Evaluation of Medicare managed care in a predominantly minority community
The Foundation's Generalist Physician Faculty Scholars Program was designed to strengthen the presence of generalist physician faculty in the nation's medical schools through career development awards to outstanding junior faculty in medical school departments/divisions of family medicine, general internal medicine, and general pediatrics. This grant supports the study of whether Medicare managed care plans meet the special health care needs of minority elders. It will review a series of studies using well validated measures of health, functional status, access to care, and quality of care in elderly Medicare recipients enrolled in managed care and traditional fee-for-service arrangements in northern Manhattan. An in-depth review of the literature on the impact of managed care in minority communities will be conducted and the following hypotheses will be tested: (1) Elders in the predominantly minority community who are enrolled in managed care are more likely to be healthier, while sicker or more functionally impaired elders are more likely to remain in traditional fee-for-service Medicare. (2) Elders who are enrolled in managed care plans are more likely to report greater difficulty with access to health care and report more problems with quality of care than those in fee-for-service. The main contribution of this research will be to study Medicare managed care in a representative sample of a predominantly minority community by combining detailed functional status data with a well-validated instrument to measure access and quality of care.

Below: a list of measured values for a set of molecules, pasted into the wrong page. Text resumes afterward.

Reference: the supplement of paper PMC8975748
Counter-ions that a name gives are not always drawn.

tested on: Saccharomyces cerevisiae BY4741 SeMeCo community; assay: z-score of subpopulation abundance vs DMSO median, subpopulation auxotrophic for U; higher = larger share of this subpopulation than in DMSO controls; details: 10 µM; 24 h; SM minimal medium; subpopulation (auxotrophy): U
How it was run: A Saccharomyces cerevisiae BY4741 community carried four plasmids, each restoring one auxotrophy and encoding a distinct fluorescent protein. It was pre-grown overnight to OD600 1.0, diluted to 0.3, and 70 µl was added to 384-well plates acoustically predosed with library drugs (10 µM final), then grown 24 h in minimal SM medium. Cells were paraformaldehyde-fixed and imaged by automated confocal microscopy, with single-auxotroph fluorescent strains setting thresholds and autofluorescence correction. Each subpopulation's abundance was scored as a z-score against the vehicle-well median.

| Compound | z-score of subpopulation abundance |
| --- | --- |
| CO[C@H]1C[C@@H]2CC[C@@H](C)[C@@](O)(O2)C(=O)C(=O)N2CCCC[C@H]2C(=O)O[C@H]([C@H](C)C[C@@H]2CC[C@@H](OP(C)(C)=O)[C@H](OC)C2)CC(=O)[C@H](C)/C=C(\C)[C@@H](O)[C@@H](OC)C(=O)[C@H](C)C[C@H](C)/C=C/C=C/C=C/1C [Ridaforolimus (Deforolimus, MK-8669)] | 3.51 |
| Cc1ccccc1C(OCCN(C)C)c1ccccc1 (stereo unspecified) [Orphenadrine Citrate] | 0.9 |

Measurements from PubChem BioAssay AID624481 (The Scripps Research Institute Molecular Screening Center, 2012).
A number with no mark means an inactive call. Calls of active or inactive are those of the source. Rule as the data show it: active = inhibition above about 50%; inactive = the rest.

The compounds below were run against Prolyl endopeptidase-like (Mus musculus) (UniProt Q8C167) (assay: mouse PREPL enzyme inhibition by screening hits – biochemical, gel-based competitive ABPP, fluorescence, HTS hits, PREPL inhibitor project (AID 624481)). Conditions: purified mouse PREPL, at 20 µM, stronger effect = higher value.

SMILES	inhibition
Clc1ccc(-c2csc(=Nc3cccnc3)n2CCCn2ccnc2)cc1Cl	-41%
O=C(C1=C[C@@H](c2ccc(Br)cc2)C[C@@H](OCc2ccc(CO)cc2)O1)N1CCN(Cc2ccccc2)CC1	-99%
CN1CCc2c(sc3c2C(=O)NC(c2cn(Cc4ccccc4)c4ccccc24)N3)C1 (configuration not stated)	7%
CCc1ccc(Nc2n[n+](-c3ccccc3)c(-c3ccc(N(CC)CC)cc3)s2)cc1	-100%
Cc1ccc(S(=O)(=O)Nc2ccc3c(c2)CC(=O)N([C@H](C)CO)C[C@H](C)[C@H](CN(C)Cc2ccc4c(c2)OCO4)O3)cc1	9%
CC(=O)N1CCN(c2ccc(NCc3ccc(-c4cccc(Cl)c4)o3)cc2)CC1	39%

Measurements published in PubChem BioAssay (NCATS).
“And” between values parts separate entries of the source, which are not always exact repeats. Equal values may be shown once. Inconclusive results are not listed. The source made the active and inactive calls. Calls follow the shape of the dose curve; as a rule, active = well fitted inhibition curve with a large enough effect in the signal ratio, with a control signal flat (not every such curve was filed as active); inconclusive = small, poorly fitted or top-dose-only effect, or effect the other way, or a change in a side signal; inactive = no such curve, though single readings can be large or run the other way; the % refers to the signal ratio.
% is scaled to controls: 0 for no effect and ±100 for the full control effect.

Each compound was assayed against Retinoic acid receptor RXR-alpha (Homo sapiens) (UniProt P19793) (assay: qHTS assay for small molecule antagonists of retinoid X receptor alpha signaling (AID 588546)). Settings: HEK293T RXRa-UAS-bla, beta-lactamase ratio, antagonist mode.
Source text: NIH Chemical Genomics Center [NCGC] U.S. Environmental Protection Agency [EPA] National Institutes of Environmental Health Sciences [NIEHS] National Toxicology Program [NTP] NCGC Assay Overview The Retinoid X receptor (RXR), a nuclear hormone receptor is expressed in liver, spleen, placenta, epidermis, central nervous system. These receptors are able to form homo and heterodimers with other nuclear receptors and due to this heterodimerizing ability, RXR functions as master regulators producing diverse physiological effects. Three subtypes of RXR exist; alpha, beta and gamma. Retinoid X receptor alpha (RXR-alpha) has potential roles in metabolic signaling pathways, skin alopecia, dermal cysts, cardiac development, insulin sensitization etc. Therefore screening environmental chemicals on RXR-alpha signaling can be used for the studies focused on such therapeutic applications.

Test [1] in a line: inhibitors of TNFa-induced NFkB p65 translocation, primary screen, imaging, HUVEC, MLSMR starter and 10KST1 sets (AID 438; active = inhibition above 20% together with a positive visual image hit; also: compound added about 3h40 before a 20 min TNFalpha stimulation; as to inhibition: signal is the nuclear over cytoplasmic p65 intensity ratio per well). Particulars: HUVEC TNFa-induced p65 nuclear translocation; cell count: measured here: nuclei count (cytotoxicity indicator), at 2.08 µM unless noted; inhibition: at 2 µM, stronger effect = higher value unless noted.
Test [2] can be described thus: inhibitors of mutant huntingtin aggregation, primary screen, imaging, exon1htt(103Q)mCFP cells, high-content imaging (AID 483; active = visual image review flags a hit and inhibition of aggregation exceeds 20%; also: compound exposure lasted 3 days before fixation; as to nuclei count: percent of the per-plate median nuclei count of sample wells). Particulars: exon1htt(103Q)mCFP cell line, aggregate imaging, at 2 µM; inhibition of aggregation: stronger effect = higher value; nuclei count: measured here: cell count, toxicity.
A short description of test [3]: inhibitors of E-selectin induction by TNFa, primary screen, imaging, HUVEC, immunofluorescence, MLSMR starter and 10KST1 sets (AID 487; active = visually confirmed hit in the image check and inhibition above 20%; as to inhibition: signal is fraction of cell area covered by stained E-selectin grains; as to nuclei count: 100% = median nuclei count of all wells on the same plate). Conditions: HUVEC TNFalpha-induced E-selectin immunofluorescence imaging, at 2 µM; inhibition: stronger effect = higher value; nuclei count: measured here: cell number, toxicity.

Amount Awarded $239,800.00
Awarded on: 5/26/1999
Time frame: 7/1/1999 - 6/30/2004
Grant Number: 36830